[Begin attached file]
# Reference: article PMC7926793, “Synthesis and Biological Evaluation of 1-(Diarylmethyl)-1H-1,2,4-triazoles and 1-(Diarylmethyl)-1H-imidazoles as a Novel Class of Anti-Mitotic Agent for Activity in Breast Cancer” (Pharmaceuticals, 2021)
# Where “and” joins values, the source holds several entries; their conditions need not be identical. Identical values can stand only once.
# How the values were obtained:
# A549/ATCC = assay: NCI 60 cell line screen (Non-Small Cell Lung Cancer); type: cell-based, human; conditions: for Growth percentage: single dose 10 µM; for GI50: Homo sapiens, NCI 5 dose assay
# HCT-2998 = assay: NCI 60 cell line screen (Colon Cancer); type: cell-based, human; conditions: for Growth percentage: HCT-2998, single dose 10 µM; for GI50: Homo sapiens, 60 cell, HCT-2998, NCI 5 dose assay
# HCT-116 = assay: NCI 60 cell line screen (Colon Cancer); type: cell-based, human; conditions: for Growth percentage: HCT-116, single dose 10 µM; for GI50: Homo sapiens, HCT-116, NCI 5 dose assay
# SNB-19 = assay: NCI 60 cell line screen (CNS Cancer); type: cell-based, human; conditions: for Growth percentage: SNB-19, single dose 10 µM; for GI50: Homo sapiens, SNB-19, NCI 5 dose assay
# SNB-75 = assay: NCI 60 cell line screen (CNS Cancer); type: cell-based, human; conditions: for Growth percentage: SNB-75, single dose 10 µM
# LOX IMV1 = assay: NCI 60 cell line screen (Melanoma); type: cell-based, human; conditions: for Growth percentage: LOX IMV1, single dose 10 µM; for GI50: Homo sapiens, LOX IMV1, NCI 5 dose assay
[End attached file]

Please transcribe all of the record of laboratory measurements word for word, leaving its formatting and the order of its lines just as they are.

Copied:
# Reference: article PMC7926793, “Synthesis and Biological Evaluation of 1-(Diarylmethyl)-1H-1,2,4-triazoles and 1-(Diarylmethyl)-1H-imidazoles as a Novel Class of Anti-Mitotic Agent for Activity in Breast Cancer” (Pharmaceuticals, 2021)
# Where “and” joins values, the source holds several entries; their conditions need not be identical. Identical values can stand only once.
# How the values were obtained:
# A549/ATCC = assay: NCI 60 cell line screen (Non-Small Cell Lung Cancer); type: cell-based, human; conditions: for Growth percentage: single dose 10 µM; for GI50: Homo sapiens, NCI 5 dose assay
# HCT-2998 = assay: NCI 60 cell line screen (Colon Cancer); type: cell-based, human; conditions: for Growth percentage: HCT-2998, single dose 10 µM; for GI50: Homo sapiens, 60 cell, HCT-2998, NCI 5 dose assay
# HCT-116 = assay: NCI 60 cell line screen (Colon Cancer); type: cell-based, human; conditions: for Growth percentage: HCT-116, single dose 10 µM; for GI50: Homo sapiens, HCT-116, NCI 5 dose assay
# SNB-19 = assay: NCI 60 cell line screen (CNS Cancer); type: cell-based, human; conditions: for Growth percentage: SNB-19, single dose 10 µM; for GI50: Homo sapiens, SNB-19, NCI 5 dose assay
# SNB-75 = assay: NCI 60 cell line screen (CNS Cancer); type: cell-based, human; conditions: for Growth percentage: SNB-75, single dose 10 µM
# LOX IMV1 = assay: NCI 60 cell line screen (Melanoma); type: cell-based, human; conditions: for Growth percentage: LOX IMV1, single dose 10 µM; for GI50: Homo sapiens, LOX IMV1, NCI 5 dose assay